interest rate in Figure 1 coincides with the path of the real interest rate.
Figure 3 contrasts this case with a situation where the increase in the central
bank interest rate is accompanied by a one-for-one increase in the inflation
rate. In this case, the real rate is left unchanged at zero percent and the
path of the nominal interest rate in Figure 1 is equivalent to a path of the
inflation rate. While both assumptions are extreme, they demonstrate how the
effects of the liftoff depend on the inflation rate.

In both figures, the DSC under the various liftoff
scenarios are compared with a baseline case, in which both the central bank
interest rate and the inflation rate stay unchanged at zero percent (blue
dotted line), approximately the current situation. In this case, DSC are about
20 percent due to the assumed lenders’ markup of three percentage points.

**A liftoff without inflation**

When inflation stays at zero percent during the liftoff
(Figure 2) the real mortgage payments of existing homeowners with FRM loans are
unaffected. This is because the FRM interest rate has been fixed at origination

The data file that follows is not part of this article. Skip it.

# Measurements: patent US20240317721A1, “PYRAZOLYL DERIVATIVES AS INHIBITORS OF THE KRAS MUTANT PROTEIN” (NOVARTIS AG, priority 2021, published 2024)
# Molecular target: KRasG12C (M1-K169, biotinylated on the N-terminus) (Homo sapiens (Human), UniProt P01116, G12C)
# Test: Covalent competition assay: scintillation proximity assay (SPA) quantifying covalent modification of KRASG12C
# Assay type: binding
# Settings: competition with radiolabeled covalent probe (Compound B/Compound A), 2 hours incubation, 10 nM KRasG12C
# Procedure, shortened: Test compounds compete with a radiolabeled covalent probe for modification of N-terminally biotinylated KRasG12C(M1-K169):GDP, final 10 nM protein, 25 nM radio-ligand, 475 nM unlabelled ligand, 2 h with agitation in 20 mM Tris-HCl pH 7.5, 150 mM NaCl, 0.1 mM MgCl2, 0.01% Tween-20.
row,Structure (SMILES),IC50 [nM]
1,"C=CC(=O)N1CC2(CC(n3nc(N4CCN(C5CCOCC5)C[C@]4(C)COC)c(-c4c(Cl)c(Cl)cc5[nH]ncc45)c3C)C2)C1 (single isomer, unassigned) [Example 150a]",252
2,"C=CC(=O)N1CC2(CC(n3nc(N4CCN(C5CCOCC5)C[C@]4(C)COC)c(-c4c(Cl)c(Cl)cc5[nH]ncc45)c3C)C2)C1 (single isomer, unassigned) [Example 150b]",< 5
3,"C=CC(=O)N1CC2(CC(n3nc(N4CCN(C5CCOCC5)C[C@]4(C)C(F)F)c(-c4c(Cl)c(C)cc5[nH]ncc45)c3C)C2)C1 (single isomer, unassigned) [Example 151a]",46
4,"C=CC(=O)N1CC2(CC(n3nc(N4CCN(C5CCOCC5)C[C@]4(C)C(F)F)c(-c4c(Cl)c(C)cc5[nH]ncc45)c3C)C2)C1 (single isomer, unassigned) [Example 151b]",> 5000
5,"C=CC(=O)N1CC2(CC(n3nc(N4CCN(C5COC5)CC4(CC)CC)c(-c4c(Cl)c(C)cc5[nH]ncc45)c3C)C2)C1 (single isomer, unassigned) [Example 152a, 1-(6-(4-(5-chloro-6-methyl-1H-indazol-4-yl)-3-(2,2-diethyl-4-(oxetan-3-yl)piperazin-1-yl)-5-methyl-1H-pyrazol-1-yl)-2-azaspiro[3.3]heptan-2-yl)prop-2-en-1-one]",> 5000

before the liftoff and inflation stays at zero percent. However, new FRM loans
will be priced according to the expected path of the central bank interest rate
in Figure 1 and will therefore carry a higher interest rate. The new FRM
interest rate is higher the faster is the liftoff. In the case of the fast
liftoff, the higher interest rate implies DSC of almost 30 percent; under the
slow liftoff, DSC will be 25 percent (the solid red lines in Figure 2).

When mortgages are ARM, the liftoff affects both, existing
and new homeowners. The dashed green lines plot DSC for new ARM homeowners and
essentially track the paths of the central bank interest rate—DSC gradually
increase from 20 percent to 32 percent under the fast liftoff and to 27.5
percent under the slow liftoff. For existing homeowners with ARM the effects
depend on when the loan was originated. The more recently originated was the
loan the more will the path of DSC resemble that for new loans. DSC of loans
that are almost repaid will be almost immune to the liftoff. This is not only
because the debt outstanding gets smaller over the life of the loan, but also
because mortgage payments in later periods of the life of the loan are mostly
amortization payments, rather than interest payments.

**A liftoff accompanied by inflation**

When the liftoff is accompanied by equivalent increase in
inflation, and no change in the real rate, the impact of the liftoff on DSC is
greatly attenuated (Figure 3). First, existing FRM homeowners gain from the
higher inflation and these gains grow over time as persistent inflation
deflates the real value of the nominal payments, which under FRM are constant.
Those with the more recently originated mortgages gain the most over their
homeownership tenure (the dash-dotted red lines in the figure show the case of
a mortgage with 119 quarters remaining; that is 29 years and 3 quarters). New
FRM borrowers, however, will face a higher mortgage rate and, as a result,
initial DSC of almost 30 percent in the fast liftoff case (solid red line). But